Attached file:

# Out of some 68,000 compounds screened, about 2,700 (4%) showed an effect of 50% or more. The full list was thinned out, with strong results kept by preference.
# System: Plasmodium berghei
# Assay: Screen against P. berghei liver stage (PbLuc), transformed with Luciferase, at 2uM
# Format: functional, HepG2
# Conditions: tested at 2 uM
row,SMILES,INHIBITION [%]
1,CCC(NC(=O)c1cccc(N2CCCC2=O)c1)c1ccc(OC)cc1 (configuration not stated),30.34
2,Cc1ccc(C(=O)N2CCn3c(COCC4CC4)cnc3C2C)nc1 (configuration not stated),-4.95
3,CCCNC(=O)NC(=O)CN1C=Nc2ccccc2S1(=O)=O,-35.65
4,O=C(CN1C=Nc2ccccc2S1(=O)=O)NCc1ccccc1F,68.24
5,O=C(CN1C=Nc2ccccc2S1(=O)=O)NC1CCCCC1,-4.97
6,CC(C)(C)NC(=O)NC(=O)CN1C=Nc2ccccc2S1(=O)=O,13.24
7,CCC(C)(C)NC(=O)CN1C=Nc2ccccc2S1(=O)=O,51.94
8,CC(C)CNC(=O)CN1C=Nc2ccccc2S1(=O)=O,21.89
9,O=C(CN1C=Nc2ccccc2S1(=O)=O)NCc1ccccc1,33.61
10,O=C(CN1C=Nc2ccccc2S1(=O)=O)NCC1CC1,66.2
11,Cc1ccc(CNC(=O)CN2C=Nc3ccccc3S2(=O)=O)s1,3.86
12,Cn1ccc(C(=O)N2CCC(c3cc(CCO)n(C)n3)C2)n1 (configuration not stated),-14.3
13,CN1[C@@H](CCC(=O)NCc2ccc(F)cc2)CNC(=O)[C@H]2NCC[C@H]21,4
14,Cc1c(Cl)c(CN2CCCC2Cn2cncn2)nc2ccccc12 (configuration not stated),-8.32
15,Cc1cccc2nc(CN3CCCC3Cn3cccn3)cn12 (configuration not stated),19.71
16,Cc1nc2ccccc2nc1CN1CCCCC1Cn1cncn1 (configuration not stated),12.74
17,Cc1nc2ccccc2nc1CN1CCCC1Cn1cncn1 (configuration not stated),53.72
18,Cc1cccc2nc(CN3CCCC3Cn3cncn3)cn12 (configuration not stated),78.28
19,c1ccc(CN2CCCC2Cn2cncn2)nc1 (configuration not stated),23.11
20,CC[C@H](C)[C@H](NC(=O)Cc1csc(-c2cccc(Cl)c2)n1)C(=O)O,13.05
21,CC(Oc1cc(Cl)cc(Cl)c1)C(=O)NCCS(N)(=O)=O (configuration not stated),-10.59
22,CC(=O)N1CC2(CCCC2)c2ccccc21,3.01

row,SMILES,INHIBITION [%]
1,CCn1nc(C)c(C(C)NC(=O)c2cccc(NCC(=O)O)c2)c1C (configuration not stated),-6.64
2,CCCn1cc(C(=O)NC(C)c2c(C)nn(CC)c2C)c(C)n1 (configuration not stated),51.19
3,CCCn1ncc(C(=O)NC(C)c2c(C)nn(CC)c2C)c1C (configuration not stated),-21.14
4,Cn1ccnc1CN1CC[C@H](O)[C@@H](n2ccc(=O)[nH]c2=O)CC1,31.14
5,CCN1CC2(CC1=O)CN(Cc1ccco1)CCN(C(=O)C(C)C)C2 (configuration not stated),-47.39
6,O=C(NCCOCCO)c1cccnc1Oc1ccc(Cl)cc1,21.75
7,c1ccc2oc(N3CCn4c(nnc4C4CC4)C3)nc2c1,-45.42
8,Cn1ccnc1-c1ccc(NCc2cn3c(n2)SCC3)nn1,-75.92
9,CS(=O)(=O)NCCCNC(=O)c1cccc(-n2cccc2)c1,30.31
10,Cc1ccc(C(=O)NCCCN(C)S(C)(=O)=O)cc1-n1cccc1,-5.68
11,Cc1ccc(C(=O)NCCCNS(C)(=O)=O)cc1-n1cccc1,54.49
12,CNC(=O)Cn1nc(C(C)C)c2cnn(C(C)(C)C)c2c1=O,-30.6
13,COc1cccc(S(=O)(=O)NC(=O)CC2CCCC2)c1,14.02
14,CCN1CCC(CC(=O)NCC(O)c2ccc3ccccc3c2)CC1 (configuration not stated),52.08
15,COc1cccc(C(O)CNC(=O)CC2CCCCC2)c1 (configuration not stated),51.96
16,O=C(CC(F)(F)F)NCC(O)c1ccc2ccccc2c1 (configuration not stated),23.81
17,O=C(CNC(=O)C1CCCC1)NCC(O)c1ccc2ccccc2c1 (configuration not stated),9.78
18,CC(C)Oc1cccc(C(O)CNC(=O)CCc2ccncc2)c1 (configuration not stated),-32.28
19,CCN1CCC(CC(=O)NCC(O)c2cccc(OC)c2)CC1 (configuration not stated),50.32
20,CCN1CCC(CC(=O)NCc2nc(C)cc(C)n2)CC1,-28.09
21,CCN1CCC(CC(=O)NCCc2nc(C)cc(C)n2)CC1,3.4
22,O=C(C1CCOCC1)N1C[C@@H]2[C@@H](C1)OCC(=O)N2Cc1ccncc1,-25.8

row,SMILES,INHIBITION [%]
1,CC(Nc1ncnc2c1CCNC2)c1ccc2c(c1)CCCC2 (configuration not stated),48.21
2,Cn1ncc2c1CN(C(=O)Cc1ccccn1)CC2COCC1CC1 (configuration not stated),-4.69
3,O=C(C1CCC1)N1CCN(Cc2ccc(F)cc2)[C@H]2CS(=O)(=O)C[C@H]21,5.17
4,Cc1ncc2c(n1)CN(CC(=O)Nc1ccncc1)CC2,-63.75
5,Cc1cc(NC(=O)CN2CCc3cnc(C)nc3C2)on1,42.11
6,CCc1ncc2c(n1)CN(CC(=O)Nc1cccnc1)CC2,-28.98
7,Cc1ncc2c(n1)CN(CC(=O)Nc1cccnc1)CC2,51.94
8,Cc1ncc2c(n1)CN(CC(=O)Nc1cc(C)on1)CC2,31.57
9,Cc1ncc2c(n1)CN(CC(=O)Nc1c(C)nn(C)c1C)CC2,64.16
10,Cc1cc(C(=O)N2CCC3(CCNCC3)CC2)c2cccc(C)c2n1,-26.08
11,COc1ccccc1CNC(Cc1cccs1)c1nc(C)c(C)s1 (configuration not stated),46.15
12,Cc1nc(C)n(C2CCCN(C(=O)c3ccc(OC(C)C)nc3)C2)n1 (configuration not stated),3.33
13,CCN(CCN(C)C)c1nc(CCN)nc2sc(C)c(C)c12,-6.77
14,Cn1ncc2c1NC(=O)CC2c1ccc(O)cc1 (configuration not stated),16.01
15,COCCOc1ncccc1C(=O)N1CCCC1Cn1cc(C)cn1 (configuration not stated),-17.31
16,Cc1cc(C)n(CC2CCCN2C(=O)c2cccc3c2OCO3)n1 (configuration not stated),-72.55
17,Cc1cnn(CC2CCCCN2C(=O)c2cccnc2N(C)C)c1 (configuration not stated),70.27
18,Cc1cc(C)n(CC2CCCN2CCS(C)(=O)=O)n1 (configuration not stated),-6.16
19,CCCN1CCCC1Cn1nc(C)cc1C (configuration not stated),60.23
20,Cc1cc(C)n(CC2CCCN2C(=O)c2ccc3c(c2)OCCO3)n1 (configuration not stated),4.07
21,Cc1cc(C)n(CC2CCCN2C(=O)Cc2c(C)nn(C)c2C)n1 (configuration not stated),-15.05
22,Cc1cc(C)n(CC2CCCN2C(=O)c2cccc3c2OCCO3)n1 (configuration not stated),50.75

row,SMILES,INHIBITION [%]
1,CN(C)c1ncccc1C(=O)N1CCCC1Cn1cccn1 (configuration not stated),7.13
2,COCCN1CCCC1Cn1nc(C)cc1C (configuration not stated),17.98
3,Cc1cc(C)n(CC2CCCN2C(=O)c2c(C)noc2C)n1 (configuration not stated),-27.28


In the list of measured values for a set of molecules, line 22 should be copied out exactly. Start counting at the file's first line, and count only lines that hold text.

16,Cc1nc2ccccc2nc1CN1CCCCC1Cn1cncn1 (configuration not stated),12.74